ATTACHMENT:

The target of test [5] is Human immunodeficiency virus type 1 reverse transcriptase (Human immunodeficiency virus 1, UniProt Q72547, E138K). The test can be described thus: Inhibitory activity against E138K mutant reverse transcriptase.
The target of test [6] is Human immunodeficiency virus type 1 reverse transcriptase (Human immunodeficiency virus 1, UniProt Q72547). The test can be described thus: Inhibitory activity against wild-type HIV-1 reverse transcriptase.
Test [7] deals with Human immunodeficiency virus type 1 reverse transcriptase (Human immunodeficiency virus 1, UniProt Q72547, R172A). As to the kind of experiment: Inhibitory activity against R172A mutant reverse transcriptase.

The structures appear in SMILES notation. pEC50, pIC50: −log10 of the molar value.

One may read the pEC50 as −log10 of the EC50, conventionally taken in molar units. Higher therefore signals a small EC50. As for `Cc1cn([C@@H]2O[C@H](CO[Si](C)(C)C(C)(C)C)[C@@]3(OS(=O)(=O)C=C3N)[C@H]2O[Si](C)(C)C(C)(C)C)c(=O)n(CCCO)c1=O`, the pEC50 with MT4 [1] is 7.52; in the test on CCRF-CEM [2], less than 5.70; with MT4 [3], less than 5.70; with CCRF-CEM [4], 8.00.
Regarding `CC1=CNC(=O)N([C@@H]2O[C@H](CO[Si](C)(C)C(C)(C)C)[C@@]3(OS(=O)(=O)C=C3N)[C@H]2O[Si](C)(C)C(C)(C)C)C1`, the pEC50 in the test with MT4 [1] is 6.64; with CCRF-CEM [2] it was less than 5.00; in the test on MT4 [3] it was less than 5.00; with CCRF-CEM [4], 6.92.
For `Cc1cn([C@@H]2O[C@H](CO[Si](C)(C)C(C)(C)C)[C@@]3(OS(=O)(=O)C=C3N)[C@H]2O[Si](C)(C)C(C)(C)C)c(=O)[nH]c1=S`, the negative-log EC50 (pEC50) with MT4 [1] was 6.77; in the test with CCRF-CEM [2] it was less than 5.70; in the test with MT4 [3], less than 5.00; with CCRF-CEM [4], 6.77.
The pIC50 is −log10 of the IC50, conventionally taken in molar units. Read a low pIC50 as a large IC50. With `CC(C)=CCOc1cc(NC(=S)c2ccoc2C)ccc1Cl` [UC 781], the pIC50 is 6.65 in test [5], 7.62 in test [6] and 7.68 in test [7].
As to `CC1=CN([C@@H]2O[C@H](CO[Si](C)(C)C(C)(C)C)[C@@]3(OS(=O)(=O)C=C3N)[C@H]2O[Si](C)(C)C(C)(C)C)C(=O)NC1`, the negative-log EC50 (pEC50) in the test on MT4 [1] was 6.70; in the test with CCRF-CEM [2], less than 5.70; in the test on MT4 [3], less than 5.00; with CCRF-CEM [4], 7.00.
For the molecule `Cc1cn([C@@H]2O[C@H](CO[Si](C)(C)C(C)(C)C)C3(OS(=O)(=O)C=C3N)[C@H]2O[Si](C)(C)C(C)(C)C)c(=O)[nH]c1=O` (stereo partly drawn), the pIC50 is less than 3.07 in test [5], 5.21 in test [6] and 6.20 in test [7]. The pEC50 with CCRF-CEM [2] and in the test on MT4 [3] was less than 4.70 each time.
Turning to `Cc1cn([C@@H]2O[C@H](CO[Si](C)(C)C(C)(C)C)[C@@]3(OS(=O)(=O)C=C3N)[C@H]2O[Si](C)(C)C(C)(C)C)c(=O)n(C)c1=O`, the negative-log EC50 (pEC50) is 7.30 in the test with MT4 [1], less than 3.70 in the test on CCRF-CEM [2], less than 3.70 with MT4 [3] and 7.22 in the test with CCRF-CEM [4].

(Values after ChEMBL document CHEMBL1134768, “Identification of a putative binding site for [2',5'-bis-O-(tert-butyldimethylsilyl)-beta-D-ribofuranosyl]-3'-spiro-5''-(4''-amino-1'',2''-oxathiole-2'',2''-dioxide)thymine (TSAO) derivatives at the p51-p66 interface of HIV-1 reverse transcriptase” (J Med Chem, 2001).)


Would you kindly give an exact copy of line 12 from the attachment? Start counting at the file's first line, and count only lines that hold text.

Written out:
(Values after ChEMBL document CHEMBL1134768, “Identification of a putative binding site for [2',5'-bis-O-(tert-butyldimethylsilyl)-beta-D-ribofuranosyl]-3'-spiro-5''-(4''-amino-1'',2''-oxathiole-2'',2''-dioxide)thymine (TSAO) derivatives at the p51-p66 interface of HIV-1 reverse transcriptase” (J Med Chem, 2001).)